Category Archives: Oral Surgery

Sinus lift surgery

A sinus lift is surgery that adds bone to your upper jaw in the area of your molars and premolars. It’s sometimes called a sinus augmentation. The bone is added between your jaw and the maxillary sinuses, which are on either side of your nose. To make room for the bone, the sinus membrane has to be moved upward, or “lifted.” A sinus lift usually is done by a specialist. This could be either an oral and maxillofacial surgeon or a periodontist. Continue reading

Salivary gland surgery Part 2

e. Minor Salivary Gland Tumours.

These are rare and virtually all are malignant. They are most common in the palate. The most common type is an adenoid cystic cancer which has a tendency to invade along nerves and has a high incidence of local recurrence irrespective of the treatment employed. Continue reading

Salivary gland surgery Part 1

There are three pairs of major salivary glands located in and around the mouth and throat: the parotid, submandibular and sublingual glands. The parotid glands are the largest and overlie the angle of the jaw in front of the ear. From the gland a duct drains saliva into the mouth. The submandibular glands lie deep to the horizontal portion of the lower jaw and their ducts enter the mouth under the tongue. The sublingual glands lie close to the submandibular ducts. Continue reading

Cap splint

Pediatric mandibular fractures are not commonly encountered. The elasticity of bones in a child prevents loss of continuity of bone and rather results in a bending of a cortex termed as a greenstick fracture. Occlusion is rarely a problem as there is no disruption or mild changes are remodeled during the development of permanent dentition. In case of a severely displaced fracture the treatment option can vary from intermaxillary fixation, cap splints to plating with mini plates or resorbable plates. Continue reading

Orthognathic Surgery: What Is It?


Sometimes surgical procedures might be needed during orthodontic treatment when malocclusion is severe and beyond the limits of treatment with fixed dental braces. This orthodontic surgery procedure is called orthognathic surgery. Continue reading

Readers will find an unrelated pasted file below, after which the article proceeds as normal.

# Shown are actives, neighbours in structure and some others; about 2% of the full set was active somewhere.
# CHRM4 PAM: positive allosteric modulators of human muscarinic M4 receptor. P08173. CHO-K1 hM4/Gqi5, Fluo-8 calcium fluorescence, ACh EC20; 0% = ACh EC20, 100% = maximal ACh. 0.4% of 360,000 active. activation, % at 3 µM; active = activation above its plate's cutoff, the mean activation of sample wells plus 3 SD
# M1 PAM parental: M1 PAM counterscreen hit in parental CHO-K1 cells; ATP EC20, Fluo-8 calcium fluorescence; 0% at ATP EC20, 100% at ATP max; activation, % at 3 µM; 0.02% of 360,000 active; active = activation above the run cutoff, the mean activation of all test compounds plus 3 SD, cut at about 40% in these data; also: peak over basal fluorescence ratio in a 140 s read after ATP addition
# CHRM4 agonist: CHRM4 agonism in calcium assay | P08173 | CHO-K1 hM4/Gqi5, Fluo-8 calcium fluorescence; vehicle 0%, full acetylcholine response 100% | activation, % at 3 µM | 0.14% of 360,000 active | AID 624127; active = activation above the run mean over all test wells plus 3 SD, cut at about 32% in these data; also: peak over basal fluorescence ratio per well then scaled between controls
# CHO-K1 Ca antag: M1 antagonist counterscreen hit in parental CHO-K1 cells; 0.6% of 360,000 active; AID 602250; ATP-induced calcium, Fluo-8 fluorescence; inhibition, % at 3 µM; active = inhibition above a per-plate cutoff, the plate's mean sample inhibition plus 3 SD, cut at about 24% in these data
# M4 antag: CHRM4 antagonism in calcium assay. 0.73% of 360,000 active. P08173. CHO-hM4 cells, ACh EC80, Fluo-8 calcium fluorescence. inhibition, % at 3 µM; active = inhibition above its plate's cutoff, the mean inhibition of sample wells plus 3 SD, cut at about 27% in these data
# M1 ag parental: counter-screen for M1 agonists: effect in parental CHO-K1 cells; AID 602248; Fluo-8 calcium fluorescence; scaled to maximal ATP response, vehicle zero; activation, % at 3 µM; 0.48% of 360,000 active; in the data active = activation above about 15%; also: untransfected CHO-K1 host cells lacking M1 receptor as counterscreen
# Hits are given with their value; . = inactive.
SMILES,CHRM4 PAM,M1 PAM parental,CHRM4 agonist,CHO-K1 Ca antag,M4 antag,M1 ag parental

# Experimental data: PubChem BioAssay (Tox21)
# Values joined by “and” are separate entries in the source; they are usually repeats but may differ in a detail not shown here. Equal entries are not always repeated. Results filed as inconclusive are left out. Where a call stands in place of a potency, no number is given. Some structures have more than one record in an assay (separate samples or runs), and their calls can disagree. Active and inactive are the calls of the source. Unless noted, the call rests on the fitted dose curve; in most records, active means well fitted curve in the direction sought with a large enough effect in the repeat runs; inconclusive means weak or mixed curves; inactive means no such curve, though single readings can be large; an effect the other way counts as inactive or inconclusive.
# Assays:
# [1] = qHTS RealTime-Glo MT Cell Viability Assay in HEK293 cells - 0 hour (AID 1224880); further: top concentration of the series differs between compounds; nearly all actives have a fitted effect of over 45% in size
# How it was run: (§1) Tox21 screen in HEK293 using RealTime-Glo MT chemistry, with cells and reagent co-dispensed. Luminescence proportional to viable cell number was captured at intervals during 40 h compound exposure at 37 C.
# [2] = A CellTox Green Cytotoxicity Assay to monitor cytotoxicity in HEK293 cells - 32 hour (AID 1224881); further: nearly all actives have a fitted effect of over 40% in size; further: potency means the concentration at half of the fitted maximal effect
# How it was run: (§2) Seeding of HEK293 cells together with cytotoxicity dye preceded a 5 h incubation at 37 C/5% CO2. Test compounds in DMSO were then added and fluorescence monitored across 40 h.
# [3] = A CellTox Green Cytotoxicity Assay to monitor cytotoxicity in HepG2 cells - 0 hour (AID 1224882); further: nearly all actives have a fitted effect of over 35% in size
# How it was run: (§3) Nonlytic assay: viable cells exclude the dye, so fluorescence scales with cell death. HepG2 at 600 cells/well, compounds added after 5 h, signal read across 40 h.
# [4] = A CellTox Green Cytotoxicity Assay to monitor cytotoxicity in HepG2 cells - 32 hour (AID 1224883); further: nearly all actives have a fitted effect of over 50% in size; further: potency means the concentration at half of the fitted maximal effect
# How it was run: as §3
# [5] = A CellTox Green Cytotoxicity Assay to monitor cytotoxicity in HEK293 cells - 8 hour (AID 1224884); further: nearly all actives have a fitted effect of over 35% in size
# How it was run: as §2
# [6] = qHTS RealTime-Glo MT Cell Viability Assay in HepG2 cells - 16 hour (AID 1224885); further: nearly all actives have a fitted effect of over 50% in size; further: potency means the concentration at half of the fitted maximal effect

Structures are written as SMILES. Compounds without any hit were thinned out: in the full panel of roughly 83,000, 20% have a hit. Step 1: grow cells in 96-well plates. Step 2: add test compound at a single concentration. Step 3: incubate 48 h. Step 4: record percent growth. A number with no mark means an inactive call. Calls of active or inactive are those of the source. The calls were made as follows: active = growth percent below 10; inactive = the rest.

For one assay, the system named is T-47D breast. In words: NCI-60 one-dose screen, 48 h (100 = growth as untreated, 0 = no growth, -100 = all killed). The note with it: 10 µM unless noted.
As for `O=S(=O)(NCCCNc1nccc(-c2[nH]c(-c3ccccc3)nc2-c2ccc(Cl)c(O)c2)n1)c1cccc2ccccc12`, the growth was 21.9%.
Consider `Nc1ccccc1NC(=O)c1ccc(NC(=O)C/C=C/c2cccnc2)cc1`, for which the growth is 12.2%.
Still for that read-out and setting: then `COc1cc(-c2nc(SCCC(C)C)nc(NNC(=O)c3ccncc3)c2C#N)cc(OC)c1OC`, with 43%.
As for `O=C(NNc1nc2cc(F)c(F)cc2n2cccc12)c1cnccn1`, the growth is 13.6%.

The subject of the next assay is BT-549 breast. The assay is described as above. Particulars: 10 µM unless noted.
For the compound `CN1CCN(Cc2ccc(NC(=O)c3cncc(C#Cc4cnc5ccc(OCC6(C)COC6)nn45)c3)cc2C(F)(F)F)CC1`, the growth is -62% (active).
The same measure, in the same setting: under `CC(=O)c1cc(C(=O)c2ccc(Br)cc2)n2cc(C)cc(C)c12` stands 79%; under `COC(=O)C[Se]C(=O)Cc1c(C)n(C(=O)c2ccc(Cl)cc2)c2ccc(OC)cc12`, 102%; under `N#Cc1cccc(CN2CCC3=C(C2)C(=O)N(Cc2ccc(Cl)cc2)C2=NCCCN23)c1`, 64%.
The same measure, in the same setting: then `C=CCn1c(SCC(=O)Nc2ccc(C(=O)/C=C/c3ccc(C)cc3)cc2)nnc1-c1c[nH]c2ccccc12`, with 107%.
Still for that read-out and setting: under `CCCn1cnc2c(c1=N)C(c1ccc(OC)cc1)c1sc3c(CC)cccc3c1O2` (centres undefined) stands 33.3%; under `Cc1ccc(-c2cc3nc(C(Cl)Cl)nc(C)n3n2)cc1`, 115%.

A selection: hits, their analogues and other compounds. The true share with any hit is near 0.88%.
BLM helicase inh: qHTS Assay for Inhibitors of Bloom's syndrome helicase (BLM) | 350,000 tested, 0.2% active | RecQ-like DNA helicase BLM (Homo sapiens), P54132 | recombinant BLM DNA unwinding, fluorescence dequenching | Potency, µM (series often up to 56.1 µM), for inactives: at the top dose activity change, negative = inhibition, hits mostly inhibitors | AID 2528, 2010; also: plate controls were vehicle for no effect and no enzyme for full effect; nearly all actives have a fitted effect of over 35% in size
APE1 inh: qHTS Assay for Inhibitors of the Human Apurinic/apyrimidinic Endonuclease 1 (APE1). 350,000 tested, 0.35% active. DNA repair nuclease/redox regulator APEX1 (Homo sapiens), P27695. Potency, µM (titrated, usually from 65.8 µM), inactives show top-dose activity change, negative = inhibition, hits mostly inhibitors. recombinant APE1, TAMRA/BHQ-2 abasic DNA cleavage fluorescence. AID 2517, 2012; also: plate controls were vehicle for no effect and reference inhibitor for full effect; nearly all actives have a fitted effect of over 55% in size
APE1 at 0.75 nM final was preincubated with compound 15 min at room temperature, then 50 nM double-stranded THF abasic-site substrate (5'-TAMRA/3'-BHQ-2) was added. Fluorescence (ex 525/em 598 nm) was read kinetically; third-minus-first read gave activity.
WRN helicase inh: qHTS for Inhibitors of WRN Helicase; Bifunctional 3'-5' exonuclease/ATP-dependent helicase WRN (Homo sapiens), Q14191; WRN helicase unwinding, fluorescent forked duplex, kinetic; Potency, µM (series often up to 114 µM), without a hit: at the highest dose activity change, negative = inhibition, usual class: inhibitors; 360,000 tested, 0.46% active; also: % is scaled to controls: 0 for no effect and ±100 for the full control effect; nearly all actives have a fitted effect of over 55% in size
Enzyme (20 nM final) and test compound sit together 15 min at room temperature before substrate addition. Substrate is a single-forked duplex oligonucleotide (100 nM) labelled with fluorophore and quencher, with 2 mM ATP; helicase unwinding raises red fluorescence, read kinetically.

Preprosthetic Surgery: Preparation of Mouth for Dentures Part 2

Continued from Part 1

Mylohyoid ridge reduction


Mylohyoid ridge is an oblique ridge on the lingual surface of the lower jaw which extends from the level of the roots of the last molar as a bony attachment for the mylohyoid muscles which form the floor of the mouth. Mylohyoid ridge reduction is needed when the gum ridge is sharp and denture pressure can cause significant pain in this area. Continue reading

Preprosthetic Surgery: Preparation of Mouth for Dentures Part 1


The prosthetic replacement of lost teeth frequently, though not necessarily, involves surgical preparation of the remaining soft tissues in the mouth. The aim is to leave a satisfactory base for subsequent placement of prosthetic appliances to enable an edentulous or toothless individual to live comfortably with functioning dentures.

Ideally treatment for these procedures should be planned jointly (by a prosthodontist and oral surgeon). However many procedures of preprosthetic surgery are becoming history due to advancements made in dental science such as the introduction of dental implants. Continue reading

Types of sterilizers used in dental setting

It is vital that the type of sterilizer being used is clearly identified as this dictates not only what can be processed in the chamber but also how the machine is tested and validated.

When purchasing a new machine the cost is obviously a focal point. What is often not apparent is the ongoing cost of validating the machine after purchase. This is particularly essential when purchasing a vacuum sterilizer. Continue reading

Biophosphate induced oeteoradionecrosis

Bisphosphonate-related osteonecrosis of the jaw (BRONJ) is a condition found in patients who have received intravenous and oral forms of bisphosphonate therapy for various bone-related conditions. Bisphosphonate-related osteonecrosis of the jaw (BRONJ) manifests as exposed, nonvital bone involving the maxillofacial structures. Bisphosphonate-related osteonecrosis of the jaw (BRONJ) is thought to be caused by trauma to dentoalveolar structures that have a limited capacity for bone healing due to the effects of bisphosphonate therapy. Continue reading